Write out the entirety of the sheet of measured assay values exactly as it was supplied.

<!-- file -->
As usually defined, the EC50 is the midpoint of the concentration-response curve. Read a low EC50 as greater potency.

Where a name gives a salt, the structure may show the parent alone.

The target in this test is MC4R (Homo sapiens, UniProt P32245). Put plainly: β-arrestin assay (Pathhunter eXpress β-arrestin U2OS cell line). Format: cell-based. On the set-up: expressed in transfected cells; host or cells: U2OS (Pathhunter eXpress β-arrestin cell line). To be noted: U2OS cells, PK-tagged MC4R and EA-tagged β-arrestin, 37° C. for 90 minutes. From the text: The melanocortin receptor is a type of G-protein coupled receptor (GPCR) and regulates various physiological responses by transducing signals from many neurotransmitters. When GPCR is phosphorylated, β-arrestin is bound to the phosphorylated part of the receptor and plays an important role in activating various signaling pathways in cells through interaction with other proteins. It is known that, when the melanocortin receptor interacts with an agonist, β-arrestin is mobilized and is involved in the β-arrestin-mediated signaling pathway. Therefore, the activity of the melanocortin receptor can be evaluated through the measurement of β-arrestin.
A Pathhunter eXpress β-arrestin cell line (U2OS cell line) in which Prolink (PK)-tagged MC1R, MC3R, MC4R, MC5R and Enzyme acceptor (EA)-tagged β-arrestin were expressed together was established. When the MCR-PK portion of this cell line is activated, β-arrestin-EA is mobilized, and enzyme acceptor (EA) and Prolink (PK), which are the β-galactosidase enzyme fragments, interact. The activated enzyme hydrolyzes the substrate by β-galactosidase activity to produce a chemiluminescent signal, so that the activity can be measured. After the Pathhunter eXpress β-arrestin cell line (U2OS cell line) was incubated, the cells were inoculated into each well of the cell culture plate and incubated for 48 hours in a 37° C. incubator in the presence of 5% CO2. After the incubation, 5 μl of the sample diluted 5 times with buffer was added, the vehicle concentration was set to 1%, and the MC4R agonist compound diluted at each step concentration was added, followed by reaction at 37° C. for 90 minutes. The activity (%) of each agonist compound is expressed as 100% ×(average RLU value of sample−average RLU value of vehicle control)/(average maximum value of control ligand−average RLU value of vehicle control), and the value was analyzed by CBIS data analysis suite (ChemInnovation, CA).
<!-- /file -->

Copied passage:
As usually defined, the EC50 is the midpoint of the concentration-response curve. Read a low EC50 as greater potency.

Where a name gives a salt, the structure may show the parent alone.

The target in this test is MC4R (Homo sapiens, UniProt P32245). Put plainly: β-arrestin assay (Pathhunter eXpress β-arrestin U2OS cell line). Format: cell-based. On the set-up: expressed in transfected cells; host or cells: U2OS (Pathhunter eXpress β-arrestin cell line). To be noted: U2OS cells, PK-tagged MC4R and EA-tagged β-arrestin, 37° C. for 90 minutes. From the text: The melanocortin receptor is a type of G-protein coupled receptor (GPCR) and regulates various physiological responses by transducing signals from many neurotransmitters. When GPCR is phosphorylated, β-arrestin is bound to the phosphorylated part of the receptor and plays an important role in activating various signaling pathways in cells through interaction with other proteins. It is known that, when the melanocortin receptor interacts with an agonist, β-arrestin is mobilized and is involved in the β-arrestin-mediated signaling pathway. Therefore, the activity of the melanocortin receptor can be evaluated through the measurement of β-arrestin.
A Pathhunter eXpress β-arrestin cell line (U2OS cell line) in which Prolink (PK)-tagged MC1R, MC3R, MC4R, MC5R and Enzyme acceptor (EA)-tagged β-arrestin were expressed together was established. When the MCR-PK portion of this cell line is activated, β-arrestin-EA is mobilized, and enzyme acceptor (EA) and Prolink (PK), which are the β-galactosidase enzyme fragments, interact. The activated enzyme hydrolyzes the substrate by β-galactosidase activity to produce a chemiluminescent signal, so that the activity can be measured. After the Pathhunter eXpress β-arrestin cell line (U2OS cell line) was incubated, the cells were inoculated into each well of the cell culture plate and incubated for 48 hours in a 37° C. incubator in the presence of 5% CO2. After the incubation, 5 μl of the sample diluted 5 times with buffer was added, the vehicle concentration was set to 1%, and the MC4R agonist compound diluted at each step concentration was added, followed by reaction at 37° C. for 90 minutes. The activity (%) of each agonist compound is expressed as 100% ×(average RLU value of sample−average RLU value of vehicle control)/(average maximum value of control ligand−average RLU value of vehicle control), and the value was analyzed by CBIS data analysis suite (ChemInnovation, CA).